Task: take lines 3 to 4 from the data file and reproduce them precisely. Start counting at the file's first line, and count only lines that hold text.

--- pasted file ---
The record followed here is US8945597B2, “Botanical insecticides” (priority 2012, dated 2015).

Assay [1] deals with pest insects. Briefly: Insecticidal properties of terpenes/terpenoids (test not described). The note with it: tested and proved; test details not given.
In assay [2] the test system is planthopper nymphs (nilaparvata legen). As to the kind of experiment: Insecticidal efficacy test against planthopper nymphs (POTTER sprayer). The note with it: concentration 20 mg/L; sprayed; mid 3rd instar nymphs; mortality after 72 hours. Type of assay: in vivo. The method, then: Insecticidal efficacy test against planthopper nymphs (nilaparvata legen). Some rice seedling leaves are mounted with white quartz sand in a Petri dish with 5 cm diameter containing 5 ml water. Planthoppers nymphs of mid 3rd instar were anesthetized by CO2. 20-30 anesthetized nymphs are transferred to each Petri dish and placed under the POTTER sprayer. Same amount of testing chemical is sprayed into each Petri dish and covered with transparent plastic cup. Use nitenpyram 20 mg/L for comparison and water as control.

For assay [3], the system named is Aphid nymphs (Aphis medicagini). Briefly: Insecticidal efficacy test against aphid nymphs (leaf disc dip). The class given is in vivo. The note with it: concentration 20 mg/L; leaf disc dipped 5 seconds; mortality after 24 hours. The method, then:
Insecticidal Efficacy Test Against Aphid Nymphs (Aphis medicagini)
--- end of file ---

In assay [2] the test system is planthopper nymphs (nilaparvata legen). As to the kind of experiment: Insecticidal efficacy test against planthopper nymphs (POTTER sprayer). The note with it: concentration 20 mg/L; sprayed; mid 3rd instar nymphs; mortality after 72 hours. Type of assay: in vivo. The method, then: Insecticidal efficacy test against planthopper nymphs (nilaparvata legen). Some rice seedling leaves are mounted with white quartz sand in a Petri dish with 5 cm diameter containing 5 ml water. Planthoppers nymphs of mid 3rd instar were anesthetized by CO2. 20-30 anesthetized nymphs are transferred to each Petri dish and placed under the POTTER sprayer. Same amount of testing chemical is sprayed into each Petri dish and covered with transparent plastic cup. Use nitenpyram 20 mg/L for comparison and water as control.

For assay [3], the system named is Aphid nymphs (Aphis medicagini). Briefly: Insecticidal efficacy test against aphid nymphs (leaf disc dip). The class given is in vivo. The note with it: concentration 20 mg/L; leaf disc dipped 5 seconds; mortality after 24 hours. The method, then: